The camps were created in the Mao era and allow the Party to send anyone to them for up to four years without any form of hearing or appeal. One estimate of their number across China as of 2005 was 340, having a capacity of about 300,000 inmates. In 2007, a US government report estimated that at least half of the inmates in the camps were Falun Gong. It is the combination of totalitarian governance and 'anything is permitted' or 'carnivore' economics that allows such inhuman practices to persist.

Gao Zhisheng

The regime uses a range of force to suppress voices that advocate dignity for all and the rule of law in China. One is Gao Zhisheng, 47, a Nobel Peace Prize-nominated lawyer in the tradition of Nelson Mandela and Mahatma Gandhi. His family was so poor that they lived in a cave in rural China and he could not attend university. Despite this, he managed to pass the bar exams and in 2001 was named one of the country’s top ten lawyers by China's ministry of Justice. Party agents nonetheless released their full wrath, when he, a Christian, opted to defend Falun Gong practitioners.

Gao family

It began with removing his permit to practise law, an attempt on his life, having police harass his wife and teenage daughter and son and denying the family any income. It intensified when Gao responded in the nonviolent tradition of Gandhi by launching nationwide hunger strikes calling for equal dignity for all Chinese nationals. In his most recent article, Gao wrote about several weeks of excruciating torture in prison. The rest of the family has fled China and are now refugees in the United States. Gao himself has since disappeared again, presumably rearrested for speaking out again, and is now being "held incommunicado at an unknown location", according to Amnesty International.

His brother recently went to Beijing from rural China and could learn nothing about his whereabouts or condition. His wife and children are increasingly worried about him.

Liu Xiaobo

A more recent example of such practices in China is the Christmas day sentencing of Liu Xiaobo, the Charter 08 co-author, to eleven years in prison for advocating democracy. It is hard for many of us outside China to understand that trials there are mere theatres. The deciding 'judges' usually don’t even hear the evidence given in ‘courts’. Clive Ansley of Canada practised law in Shanghai for 13 years, handling about 300 cases in their courts, before returning to British Columbia. His article in the March 2007 British Columbia trial lawyers' publication, The Verdict, explains the reality of what happened to Liu and many others. It notes in part:

    "There is a current saying amongst Chinese lawyers and judges who truly believe in the Rule of Law and this saying, familiar throughout all legal circles in China, vividly illustrates the futility of Canadian attempts to 'assist China in improving its legal system' by training judges. It is 'Those who hear the case do not make the judgment; those who make the judgment have not heard the case' ''.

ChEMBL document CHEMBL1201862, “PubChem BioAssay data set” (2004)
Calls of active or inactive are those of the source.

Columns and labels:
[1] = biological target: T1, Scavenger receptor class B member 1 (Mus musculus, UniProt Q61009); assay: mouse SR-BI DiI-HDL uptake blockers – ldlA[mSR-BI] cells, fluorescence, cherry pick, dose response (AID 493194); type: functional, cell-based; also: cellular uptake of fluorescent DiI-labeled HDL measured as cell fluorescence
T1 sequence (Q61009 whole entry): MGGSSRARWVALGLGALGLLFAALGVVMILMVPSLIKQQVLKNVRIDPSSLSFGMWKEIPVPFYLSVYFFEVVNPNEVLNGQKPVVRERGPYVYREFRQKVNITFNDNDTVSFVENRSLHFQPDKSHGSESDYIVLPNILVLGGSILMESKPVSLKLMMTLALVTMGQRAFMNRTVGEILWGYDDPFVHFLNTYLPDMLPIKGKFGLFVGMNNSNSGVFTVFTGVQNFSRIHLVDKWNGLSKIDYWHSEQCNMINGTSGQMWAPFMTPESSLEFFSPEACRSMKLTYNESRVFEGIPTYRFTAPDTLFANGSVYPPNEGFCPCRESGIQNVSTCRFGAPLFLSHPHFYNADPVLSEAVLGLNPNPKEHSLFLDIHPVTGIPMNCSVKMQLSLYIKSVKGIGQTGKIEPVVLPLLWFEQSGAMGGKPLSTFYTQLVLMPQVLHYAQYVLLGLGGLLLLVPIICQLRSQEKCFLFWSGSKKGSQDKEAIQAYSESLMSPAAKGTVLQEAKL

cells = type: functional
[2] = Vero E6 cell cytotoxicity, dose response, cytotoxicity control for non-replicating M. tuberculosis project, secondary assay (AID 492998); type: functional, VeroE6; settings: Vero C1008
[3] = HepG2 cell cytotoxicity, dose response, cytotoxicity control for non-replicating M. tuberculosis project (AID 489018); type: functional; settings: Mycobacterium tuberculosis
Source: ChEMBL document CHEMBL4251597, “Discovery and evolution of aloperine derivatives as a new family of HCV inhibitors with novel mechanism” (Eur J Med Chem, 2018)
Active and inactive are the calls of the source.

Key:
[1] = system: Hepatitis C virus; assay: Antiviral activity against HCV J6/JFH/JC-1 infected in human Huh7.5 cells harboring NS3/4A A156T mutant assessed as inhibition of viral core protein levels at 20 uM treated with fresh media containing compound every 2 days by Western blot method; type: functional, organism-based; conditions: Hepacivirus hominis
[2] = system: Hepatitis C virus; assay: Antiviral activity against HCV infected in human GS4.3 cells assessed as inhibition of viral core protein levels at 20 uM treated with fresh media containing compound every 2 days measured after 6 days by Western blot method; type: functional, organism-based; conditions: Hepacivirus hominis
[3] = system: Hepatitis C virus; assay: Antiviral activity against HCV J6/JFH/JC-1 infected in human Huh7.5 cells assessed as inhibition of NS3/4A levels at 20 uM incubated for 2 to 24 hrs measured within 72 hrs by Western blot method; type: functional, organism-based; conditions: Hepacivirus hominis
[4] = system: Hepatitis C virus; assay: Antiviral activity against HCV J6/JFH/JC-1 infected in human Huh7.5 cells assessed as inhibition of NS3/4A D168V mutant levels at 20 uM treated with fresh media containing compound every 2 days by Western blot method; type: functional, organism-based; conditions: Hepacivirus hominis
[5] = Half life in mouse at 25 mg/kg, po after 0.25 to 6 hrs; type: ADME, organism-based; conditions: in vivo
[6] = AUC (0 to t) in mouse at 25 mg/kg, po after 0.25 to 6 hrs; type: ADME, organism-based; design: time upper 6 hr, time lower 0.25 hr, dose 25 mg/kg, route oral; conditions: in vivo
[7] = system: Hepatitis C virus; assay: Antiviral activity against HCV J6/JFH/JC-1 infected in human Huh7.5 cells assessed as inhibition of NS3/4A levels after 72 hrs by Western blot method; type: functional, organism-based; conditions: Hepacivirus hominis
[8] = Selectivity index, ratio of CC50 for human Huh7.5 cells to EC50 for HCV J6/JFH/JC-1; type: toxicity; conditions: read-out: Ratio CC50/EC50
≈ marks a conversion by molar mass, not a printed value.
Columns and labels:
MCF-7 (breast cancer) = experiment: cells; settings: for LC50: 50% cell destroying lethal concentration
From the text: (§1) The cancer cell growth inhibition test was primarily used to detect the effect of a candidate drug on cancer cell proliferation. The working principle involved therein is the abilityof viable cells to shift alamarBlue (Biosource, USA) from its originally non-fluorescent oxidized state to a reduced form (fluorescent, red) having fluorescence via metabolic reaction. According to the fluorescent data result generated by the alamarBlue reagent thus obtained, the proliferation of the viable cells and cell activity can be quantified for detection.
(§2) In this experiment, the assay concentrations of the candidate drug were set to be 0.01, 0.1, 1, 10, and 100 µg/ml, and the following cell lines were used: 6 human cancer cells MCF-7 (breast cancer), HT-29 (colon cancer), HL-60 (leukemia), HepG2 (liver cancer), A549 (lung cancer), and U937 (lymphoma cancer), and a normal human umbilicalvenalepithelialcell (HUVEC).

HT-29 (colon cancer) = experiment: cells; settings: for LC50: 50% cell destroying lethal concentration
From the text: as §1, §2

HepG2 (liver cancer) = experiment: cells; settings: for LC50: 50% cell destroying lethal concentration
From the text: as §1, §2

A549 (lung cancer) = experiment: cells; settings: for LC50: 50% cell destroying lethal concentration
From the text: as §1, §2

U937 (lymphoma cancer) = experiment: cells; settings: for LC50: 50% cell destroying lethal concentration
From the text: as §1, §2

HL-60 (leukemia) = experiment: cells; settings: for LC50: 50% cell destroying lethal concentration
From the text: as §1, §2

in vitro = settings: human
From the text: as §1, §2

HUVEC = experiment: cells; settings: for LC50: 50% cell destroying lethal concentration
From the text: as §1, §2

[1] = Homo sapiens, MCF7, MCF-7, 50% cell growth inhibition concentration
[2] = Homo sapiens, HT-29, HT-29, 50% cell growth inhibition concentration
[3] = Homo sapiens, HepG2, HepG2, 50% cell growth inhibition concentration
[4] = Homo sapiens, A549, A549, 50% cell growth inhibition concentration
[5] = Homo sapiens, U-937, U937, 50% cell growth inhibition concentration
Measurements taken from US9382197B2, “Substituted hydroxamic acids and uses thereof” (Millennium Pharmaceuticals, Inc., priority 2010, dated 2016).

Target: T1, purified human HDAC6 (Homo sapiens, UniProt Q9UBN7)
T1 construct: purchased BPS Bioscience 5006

''This saying reflects the function of the 'Judicial Committee', the most important body within each 'court'. The 'Judicial Committee' is a standing committee composed of between five and seven 'judges', depending on the size of the 'court'. It meets regularly, usually once a week. It is here, behind closed doors, completely away from public view and scrutiny, that most cases are decided. Nothing which has transpired in the 'courtroom' has any impact on the 'judgment'. ''

The full article can be accessed at

Since our report came out, laws and practices in China have changed. A law on transplants in May 2007 required that transplants be performed only in registered hospitals. The Ministry of Health announced that from June 26, 2007 Chinese patients would be given priority access to organ transplants over foreigners. The announcement also banned all medical institutions from transplanting organs into foreign transplant tourists. The government announced in August 2009 that it was launching an organ donation system as a pilot project.

With these changes, however, the crimes against humanity continue. The recipients have changed from mostly foreign to local, but the sources remain substantially the same. The government denies that organs are being sourced from prisoners who are Falun Gong practitioners. Yet it accepts that organs for transplants are being sourced from prisoners. The only debate we have with the Government is which group of prisoners is the source of organs.

"Non consenting parties"

Sourcing of organs from prisoners is done without their consent. Deputy Health Minister Huang Jiefu in Guangzhou in November 2006 said in a speech, "too often organs come from non consenting parties". At the time of the announcement of an organ donor pilot project, Huang indicated that executed prisoners “are definitely not a proper source for organ transplants". This principle, that prisoners are not an acceptable source for organs, is followed by the Transplantation Society and the World Medical Association. So what is the rule of law world going to do about the party-state’s abuse of global transplant ethics? Our report and book have a long list of recommendations, but, given the shortness of time, I’ll mention here only two.